Opening This Week
The International (R) See review here.
Confessions of a Shopaholic (PG) On the heels of He's Just Not That Into You, this one keeps you in the deep end of the pool of chick lit. Stars Isla Fisher.
Friday the 13th (R) A bunch of kids learn that life isn't so rosy after a trip to Camp Crystal Lake and its lone resident, Jason Voorhees.
Who Does She Think She Is? (NR) A documentary that explores the struggle among women to balance motherhood and their art.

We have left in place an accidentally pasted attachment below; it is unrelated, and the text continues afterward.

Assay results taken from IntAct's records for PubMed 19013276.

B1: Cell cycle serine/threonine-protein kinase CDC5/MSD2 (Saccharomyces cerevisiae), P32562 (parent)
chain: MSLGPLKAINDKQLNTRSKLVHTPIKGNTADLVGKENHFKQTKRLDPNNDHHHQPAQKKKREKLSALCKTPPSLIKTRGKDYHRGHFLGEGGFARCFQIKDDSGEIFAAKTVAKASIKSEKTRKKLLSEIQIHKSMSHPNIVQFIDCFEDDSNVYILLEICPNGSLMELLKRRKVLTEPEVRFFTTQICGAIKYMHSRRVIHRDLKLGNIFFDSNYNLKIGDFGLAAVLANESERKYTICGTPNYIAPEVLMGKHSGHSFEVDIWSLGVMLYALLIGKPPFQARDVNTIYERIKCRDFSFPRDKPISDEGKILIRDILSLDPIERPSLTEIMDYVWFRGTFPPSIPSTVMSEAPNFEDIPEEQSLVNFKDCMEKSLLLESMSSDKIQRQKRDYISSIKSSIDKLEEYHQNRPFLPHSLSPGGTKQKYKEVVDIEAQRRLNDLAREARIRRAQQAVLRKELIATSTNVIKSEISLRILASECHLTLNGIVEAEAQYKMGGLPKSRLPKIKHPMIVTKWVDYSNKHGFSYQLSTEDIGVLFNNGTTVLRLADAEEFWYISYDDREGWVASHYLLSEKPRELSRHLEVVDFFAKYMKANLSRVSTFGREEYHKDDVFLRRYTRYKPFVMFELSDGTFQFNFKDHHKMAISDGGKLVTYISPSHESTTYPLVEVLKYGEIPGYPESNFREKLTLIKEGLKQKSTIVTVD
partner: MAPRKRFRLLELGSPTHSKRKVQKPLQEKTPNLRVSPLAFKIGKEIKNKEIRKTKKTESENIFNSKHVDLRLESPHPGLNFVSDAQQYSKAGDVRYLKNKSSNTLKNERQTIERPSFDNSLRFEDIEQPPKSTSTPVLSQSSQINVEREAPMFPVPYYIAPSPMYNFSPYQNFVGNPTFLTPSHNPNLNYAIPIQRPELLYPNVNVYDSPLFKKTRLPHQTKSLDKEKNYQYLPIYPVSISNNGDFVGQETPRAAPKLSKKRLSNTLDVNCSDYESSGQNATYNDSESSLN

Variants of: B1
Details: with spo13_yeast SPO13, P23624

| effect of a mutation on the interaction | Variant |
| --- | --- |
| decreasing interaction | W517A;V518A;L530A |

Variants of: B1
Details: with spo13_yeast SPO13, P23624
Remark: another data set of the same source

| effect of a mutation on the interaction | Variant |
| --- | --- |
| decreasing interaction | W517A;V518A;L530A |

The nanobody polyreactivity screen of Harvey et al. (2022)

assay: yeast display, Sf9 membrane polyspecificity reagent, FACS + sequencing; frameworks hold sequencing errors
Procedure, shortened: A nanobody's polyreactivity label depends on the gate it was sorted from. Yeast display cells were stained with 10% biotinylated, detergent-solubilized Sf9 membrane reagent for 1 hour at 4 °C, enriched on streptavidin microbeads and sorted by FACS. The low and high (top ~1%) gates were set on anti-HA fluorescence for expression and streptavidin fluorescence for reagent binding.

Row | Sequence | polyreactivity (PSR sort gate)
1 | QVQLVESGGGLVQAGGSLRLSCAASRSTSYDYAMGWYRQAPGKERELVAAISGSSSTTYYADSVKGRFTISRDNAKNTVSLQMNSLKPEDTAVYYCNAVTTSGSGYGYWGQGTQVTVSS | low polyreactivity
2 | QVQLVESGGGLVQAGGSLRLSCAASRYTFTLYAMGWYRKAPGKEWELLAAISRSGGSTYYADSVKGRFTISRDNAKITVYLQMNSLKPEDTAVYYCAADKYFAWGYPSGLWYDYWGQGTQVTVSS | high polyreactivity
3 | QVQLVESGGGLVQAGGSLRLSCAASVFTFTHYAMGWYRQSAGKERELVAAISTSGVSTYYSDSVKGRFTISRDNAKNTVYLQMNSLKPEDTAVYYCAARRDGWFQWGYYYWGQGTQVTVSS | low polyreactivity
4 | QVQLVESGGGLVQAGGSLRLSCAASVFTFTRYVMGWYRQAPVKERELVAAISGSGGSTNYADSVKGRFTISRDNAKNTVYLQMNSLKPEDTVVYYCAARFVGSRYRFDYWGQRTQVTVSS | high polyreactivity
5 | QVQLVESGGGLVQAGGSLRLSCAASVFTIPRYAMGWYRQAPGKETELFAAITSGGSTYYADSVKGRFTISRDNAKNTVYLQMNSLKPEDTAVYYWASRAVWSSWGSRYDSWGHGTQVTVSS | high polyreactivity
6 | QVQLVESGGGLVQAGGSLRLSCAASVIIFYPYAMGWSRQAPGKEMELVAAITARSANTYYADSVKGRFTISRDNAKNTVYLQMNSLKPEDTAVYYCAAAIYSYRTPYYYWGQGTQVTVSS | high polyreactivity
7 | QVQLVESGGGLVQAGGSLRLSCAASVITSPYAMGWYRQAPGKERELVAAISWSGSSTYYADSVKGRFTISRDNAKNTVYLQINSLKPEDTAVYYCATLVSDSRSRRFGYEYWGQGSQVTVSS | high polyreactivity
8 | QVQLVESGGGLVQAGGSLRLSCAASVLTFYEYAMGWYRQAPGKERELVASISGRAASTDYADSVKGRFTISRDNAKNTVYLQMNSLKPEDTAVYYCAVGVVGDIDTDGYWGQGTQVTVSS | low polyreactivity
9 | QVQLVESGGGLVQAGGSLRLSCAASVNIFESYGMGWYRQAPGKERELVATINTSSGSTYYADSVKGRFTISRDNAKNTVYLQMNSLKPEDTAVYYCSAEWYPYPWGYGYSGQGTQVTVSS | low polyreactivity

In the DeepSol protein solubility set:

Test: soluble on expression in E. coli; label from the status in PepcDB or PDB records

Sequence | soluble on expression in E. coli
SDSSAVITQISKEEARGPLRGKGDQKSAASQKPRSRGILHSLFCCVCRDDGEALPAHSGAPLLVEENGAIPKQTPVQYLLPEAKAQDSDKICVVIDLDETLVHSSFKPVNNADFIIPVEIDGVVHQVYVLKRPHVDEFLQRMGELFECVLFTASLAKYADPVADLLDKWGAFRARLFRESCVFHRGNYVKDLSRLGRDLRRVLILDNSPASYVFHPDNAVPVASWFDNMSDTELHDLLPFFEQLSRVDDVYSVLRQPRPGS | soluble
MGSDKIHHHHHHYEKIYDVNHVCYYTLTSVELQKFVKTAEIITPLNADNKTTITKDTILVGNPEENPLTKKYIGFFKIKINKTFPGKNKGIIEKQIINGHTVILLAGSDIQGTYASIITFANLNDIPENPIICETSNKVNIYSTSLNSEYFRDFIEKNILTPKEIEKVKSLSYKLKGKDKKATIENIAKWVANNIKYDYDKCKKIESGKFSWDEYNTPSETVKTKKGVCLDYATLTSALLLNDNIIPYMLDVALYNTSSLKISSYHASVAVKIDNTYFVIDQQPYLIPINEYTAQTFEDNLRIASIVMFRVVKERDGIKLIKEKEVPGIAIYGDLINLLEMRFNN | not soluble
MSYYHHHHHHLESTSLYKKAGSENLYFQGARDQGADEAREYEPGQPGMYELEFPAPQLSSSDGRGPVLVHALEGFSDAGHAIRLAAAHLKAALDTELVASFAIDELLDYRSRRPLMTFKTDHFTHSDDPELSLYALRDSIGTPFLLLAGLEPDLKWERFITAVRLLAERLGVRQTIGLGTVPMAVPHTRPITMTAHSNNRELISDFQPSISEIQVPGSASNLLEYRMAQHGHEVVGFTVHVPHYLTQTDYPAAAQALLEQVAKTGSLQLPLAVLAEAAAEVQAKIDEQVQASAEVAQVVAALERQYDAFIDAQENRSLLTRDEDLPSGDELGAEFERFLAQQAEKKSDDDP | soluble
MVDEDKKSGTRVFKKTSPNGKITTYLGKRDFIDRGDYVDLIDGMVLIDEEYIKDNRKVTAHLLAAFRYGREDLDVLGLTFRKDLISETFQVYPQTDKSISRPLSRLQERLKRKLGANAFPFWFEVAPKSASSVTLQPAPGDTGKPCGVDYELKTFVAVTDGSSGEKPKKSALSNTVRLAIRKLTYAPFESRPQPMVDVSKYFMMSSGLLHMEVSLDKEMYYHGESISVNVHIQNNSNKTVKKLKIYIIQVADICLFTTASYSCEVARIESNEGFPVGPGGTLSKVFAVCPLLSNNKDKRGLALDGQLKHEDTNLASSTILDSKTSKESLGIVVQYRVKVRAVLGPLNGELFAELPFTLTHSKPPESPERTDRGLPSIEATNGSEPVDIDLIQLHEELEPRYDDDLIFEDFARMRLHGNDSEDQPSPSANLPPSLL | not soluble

Coraline (PG) In contemporary Hollywood, there's only one paradigm for selling any kind of feature animation, and that's selling it to families. But this grim fairy tale — based on an award-winning book by Neil Gaiman (Sandman) — is far more disturbing than it is charming, funny, or otherwise kid-friendly. The textures of its stop-motion world make it feel even more physically threatening, especially in 3-D. It may be fair to say that this — far more so than director Henry Selick's breakthrough feature, The Nightmare Before Christmas — is the first true horror film that will play to theaters full of grade-schoolers. Perhaps that should scare away impressionable youngsters, but it shouldn't scare away anyone who would revel in pure creative wonder. Gaiman's story follows young Coraline Jones (voiced by Dakota Fanning) as she and her parents move into an old house-turned-apartment building. Mom (Teri Hatcher) and Dad (John Hodgman) are busy writing their gardening books, leaving Coraline to explore her new residence and discover a mysterious small door. A passage inside leads to an alternate world identical to her own — except that her parents are more attentive and accommodating to her every desire. And if Other Mother and Other Father happen to have buttons for eyes ... well, nobody's perfect. What potential viewers will need to wrap their heads around is that while Coraline may be about childhood, it isn't really for children. —Scott Renshaw